Antelope Valley Press

Navalny, Putin’s fiercest foe, dead


Alexei Navalny, who crusaded against official corruption and staged massive anti-Kremlin protests as President Vladimir Putin’s fiercest foe, died Friday in the Arctic penal colony where he was serving a 19-year sentence, Russia’s prison agency said. He was 47.

The stunning news — less than a month before an election that will give Putin another six years in power — brought renewed criticism and outrage from world leaders toward the Russian president who has suppressed opposition at home.

After initially allowing people to lay flowers at monuments to victims of Soviet-era repression­s in several Russian cities, police sealed off some of the areas and started making arrests.

About 30 were detained in St. Petersburg, according to local media. Shouts of “Shame!” were heard as Moscow police rounded up more than a dozen people — including one with a sign reading “Killer” — near a memorial to political prisoners, according to the OVD-Info monitoring group. The group said arrests occurred in several other cities.

But there was no indication Navalny’s death would spark large protests, with the opposition fractured and now without its “guiding star,” as an associate put it.

Russia’s Federal Penitentia­ry Service reported Navalny felt sick after a walk Friday and lost consciousn­ess at the penal colony in the town of Kharp, in the Yamalo-Nenets region about 1,200 miles northeast of Moscow. An ambulance arrived but he couldn’t be revived; the cause of death is “being establishe­d,” it said.

Navalny had been jailed since January 2021, when he returned to Moscow to face certain arrest after recuperati­ng in Germany from nerve agent poisoning he blamed on the Kremlin. He was later convicted three times, saying each case was politicall­y motivated.

After the last verdict, Navalny said he understood he was “serving a life sentence, which is measured by the length of my life or the length of life of this regime.”

Hours after his death was reported, Navalny’s wife, Yulia Navalnaya, made a dramatic appearance at a security conference in Germany where many leaders had gathered.

She said she had considered canceling, “but then I thought what Alexei would do in my place. And I’m sure he would be here,” adding she was unsure if she could believe the news from official Russian sources.

“But if this is true, I want Putin and everyone around Putin, Putin’s friends, his government to know that they will bear responsibi­lity for what they did to our country, to my family and to my husband. And this day will come very soon,” Navalnaya said.

Praise for Navalny’s bravery poured in from Western leaders and others opposing Putin. Navalny’s health has deteriorat­ed recently and the cause of death may never be known, but many of them said they held Russian authoritie­s ultimately responsibl­e — particular­ly after the deaths of many Kremlin foes.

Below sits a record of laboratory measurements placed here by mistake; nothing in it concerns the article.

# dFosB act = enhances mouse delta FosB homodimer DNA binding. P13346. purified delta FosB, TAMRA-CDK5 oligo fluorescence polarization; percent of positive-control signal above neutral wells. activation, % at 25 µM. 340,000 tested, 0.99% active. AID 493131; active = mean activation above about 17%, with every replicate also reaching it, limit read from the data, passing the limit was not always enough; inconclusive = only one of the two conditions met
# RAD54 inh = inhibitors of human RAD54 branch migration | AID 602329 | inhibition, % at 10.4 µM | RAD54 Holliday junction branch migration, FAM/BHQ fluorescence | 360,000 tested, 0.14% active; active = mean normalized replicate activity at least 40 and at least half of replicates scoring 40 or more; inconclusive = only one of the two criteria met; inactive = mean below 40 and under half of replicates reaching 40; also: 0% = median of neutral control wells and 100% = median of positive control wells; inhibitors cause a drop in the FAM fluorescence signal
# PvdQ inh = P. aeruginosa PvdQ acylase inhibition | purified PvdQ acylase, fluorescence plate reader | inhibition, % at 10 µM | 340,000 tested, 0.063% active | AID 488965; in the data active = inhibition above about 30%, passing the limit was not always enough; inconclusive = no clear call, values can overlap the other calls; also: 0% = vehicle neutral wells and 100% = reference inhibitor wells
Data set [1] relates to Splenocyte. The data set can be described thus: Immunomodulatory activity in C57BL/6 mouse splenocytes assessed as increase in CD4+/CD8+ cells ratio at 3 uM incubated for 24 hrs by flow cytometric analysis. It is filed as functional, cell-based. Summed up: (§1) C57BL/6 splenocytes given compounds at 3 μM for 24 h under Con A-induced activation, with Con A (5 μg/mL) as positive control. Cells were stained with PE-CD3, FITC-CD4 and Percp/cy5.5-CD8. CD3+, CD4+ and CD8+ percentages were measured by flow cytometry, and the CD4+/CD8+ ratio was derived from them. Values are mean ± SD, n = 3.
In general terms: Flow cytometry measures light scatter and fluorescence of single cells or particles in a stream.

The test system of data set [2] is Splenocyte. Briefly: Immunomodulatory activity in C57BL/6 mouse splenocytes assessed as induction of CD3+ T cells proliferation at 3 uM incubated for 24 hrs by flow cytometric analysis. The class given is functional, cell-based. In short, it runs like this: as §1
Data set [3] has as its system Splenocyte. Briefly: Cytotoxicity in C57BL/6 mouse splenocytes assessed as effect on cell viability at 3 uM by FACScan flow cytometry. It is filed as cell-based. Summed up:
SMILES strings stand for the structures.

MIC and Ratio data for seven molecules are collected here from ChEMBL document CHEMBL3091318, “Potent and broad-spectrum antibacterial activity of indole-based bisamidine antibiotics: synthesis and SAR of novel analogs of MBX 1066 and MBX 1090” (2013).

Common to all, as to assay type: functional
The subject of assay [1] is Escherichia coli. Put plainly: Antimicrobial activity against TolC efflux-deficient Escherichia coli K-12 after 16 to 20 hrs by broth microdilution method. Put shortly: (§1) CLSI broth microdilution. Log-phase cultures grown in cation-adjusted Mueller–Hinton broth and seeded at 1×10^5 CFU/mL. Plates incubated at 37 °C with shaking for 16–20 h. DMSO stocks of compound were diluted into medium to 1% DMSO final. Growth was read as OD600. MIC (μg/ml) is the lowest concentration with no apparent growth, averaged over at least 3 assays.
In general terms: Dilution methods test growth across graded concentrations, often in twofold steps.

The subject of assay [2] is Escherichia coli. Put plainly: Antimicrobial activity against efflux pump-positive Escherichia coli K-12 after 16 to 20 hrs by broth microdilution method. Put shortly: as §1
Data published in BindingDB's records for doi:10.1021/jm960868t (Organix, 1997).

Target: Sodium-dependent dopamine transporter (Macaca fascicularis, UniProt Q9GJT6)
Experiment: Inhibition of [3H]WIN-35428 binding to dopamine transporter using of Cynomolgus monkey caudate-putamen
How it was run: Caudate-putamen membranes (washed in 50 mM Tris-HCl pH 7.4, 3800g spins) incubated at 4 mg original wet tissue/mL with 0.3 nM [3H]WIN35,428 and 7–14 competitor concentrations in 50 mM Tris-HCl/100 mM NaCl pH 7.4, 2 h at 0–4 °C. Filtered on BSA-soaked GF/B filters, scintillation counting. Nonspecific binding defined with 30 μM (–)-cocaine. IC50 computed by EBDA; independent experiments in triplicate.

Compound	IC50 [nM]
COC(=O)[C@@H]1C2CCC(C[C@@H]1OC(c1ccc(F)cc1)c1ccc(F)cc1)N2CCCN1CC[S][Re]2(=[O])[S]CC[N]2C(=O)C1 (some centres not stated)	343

US President Joe Biden said Washington doesn’t know exactly what happened, “but there is no doubt that the death of Navalny was a consequenc­e of something Putin and his thugs did.”

Navalny “could have lived safely in exile” but returned home despite knowing he could be imprisoned or killed “because he believed so deeply in his country, in Russia.”

In Germany, Chancellor Olaf Scholz said Navalny “has probably now paid for this courage with his life.”

Standing beside Scholz, Ukrainian President Volodymyr Zelenskyy — whose country is fending off Russia’s invasion — said: “Putin doesn’t care who dies in order for him to hold onto his position.”

Kremlin spokesman Dmitry Peskov said Putin was told of Navalny’s death. The opposition leader’s spokeswoma­n, Kira Yarmysh, said on X, formerly known as Twitter, that the team had no confirmati­on yet.

Russia’s main state TV channel interrupte­d its newscast to announce the death, while other broadcaste­rs carried only terse reports.

The Russian SOTA social media channel shared video of Navalny — reportedly in a prison courtroom on Thursday — laughing and joking with the judge via video link on one of several hearings about conditions in jail.

Navalny was moved in December from a central Russia penal colony to the “special regime” facility — the maximum security level. His allies decried the transfer to the remote Arctic colony as yet another attempt to isolate and silence Navalny.

Before his arrest, Navalny campaigned against official corruption, organized major anti-Kremlin protests and ran for public office.

 ?? ASSOCIATED PRESS FILES ?? Russian opposition leader Alexei Navalny speaks to the media on Aug. 22, 2019, prior to a court session in Moscow.
ASSOCIATED PRESS FILES Russian opposition leader Alexei Navalny speaks to the media on Aug. 22, 2019, prior to a court session in Moscow.

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